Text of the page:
Ὑποτασσόμενοι ἀλλήλοις ἐν φόβῳ Χριστοῦ, αἱ γυναῖκες τοῖς ἰδίοις ἀνδρᾴσιν ὠς τῷ κυρίῳ, ὅτι ἀνήρ ἐστιν κεφαλὴ τῆς γυναικὸς ὡς καὶ ὁ Χριστὸς κεφαλὴ τῆς ἐκκλησίας, αὐτὸς σωτὴρ τοῦ σώματος· ἀλλὰ ὡς ἡ ἐκκλησία ὑποτάσσεται τῷ Χριστῷ, οὕτως καὶ αἱ γυναῖκες τοῖς ἀνδράσιν ἐν παντί. Submitting to one another in fear of Christ, wives to their own husbands as to the Lord, for a husband is head of the wife as also Christ is head of the church, he is the savior of the body; but as the church submits to Christ, thus also wives to their husbands in all things.
The participle at the beginning of this sentence is connected with the verb from v. 18, πληροῦσθε, “be filled.” Now we also see that one of the results of being filled by the Spirit is an attitude of submission. Paul is exhorting his readers to submit to each other out of fear of Christ. This fear is a reverent respect for Christ. Fear goes hand in hand with wisdom. Wise living involves submitting to each other, and this practice stems out of a respectful fear of Christ. But this practice is a conscious choice of the will to submit oneself to someone else. Each person is responsible for submitting themselves to the other. Paul clarifies this act of submission by referencing wives in relationship to their own husbands.
In the same way that all of his readers and listeners are called to submit themselves to each other, wives are also called to submit to their own husbands. They place themselves under the headship of their husbands. But they submit in this fashion as unto the Lord. They are not submitting to their husbands in service to their husbands. Instead, they submit to to their husbands in service to Christ. For wives, part of serving Christ involves submitting to their husbands.
Paul explains himself, saying, “. . . for a husband is head of the wife as also Christ is head of the church, . . . as the church submits to Christ, thus also wives to their husbands in all things.” Christ’s relationship to the church provides the basis for Paul’s view of marriage and the relationship between a husband and wife. Just as Christ is the head of the church, so also is the husband the head of the wife. And just as the church submits to Christ, so also does the wife submit to her husband.
Christ is said to be the “savior of the body” (αὐτὸς σωτὴρ τοῦ σώματος). He himself is the savior or deliverer of the church. This comment does not apply to the husband, for the husband is not the savior of his wife. As the adversative conjunction, ἀλλὰ, “but,” implies, what is true of Christ as savior is not true of the husband. This conjunction is transitioning from the one argument, that the husband is head of the wife as Christ is head of the church, to a new argument, that the wife is to submit to her husband as the church submits to Christ. The comment that Christ is the savior of the body is simply an aside.
Submitting yourselves to one another in fear of Christ, wives submit yourselves to your own husbands as unto the Lord, for a husband is head of the wife as also Christ is head of the church (Christ himself being the savior of the body); but, as the church submits itself to Christ, thus also wives submit themselves to their husbands in all things.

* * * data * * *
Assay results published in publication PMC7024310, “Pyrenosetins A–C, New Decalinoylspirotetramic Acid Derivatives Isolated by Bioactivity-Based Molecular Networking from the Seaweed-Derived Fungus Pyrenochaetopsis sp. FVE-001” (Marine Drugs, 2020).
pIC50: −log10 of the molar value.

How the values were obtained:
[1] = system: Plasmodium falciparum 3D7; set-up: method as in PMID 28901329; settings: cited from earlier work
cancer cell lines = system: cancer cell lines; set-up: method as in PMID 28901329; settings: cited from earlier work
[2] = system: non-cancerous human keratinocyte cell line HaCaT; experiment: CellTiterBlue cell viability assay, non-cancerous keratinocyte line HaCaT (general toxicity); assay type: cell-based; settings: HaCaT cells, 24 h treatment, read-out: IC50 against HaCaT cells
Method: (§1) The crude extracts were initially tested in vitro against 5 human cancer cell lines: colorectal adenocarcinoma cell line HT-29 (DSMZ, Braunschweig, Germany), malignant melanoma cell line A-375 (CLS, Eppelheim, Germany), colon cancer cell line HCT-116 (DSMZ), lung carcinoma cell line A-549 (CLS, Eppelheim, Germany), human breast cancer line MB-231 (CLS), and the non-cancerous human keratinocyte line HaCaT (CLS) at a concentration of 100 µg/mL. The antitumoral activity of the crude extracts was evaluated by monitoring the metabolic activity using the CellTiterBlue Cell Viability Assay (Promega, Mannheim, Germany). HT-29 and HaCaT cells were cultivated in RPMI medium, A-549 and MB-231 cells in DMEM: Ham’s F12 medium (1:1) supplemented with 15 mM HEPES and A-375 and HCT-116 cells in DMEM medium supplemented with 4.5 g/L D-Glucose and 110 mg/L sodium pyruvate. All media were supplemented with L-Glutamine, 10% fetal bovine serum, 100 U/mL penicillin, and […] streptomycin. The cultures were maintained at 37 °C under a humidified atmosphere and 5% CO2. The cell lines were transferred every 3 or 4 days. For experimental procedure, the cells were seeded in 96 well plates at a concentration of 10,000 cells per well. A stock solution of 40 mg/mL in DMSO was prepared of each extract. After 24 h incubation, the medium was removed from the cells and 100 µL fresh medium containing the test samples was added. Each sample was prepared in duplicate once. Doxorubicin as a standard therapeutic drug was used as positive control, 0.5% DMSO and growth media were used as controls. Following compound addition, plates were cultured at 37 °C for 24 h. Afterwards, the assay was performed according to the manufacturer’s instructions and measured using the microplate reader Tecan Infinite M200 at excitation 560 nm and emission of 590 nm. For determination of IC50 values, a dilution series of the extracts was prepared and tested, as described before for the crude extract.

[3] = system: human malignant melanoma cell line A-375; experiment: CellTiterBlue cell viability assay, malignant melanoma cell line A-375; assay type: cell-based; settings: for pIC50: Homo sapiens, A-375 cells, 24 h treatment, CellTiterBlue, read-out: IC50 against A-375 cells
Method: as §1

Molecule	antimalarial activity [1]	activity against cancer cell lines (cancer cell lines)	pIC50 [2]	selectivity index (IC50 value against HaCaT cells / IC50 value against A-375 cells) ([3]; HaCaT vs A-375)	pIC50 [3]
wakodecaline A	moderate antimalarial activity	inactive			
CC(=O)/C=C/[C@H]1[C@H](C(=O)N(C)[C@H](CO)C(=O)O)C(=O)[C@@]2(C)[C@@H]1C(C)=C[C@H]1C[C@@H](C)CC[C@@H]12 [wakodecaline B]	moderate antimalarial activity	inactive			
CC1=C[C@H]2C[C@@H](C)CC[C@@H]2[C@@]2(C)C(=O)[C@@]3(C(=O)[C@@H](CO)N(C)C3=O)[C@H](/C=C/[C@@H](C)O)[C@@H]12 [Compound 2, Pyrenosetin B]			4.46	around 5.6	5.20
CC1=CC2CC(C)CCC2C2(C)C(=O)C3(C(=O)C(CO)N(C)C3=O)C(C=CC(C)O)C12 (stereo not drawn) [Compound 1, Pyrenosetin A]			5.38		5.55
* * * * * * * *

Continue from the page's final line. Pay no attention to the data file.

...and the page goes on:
When we become filled by the Spirit, our relationships are affected. We are able to choose to submit to each other, rather than always insisting on our own way. But such behavior is done as though it were being done to Christ. The way we relate each other is one way that we live with respect to Christ. No aspect of our lives is separate from our devotion to Christ. Everything we do is connected to our relationship with our Savior. This connection is true in the home as well. Wives submit themselves to their husbands in service to Christ. By submitting to their husbands, they are serving Christ. However, wives are seen as moral agents; they are responsible for submitting themselves to the leadership of their husbands. Although this understanding from Ephesians is hard to swallow in our contemporary setting, it is important to see that both wives and husbands are seen on equal grounds as moral agents. Both have responsibilities to fulfill. And yet, the wife is given the command to submit as an example of what all believers are called to do, which implies that the husband will also submit to her, so that the willful submission still goes both ways. It could be that a husband might want to relocate a marriage due to a job offer; it is at least feasible that a wife should consider the husband’s reasons for uprooting and to provide her own feedback about the situation, so that the husband can include the wife and make an informed and loving decision. Note still that the husband’s role has yet to be stated in Ephesians, but the wife has been instructed to submit herself, to consciously choose to submit, to her husband as the leader on the basis of the church’s willful submission to Christ. The church submits itself to Christ, allowing Christ to nurture it, to provide for it, to care for it, and to love it. So also with the wife. In our own context, wives are not being required to obey their husbands’ demands. Instead, they consciously re-order themselves under their husband’s leadership, allowing their husbands to care for them and to love them. How this submission works out will be different for every couple, for no two marriage relationships are the same.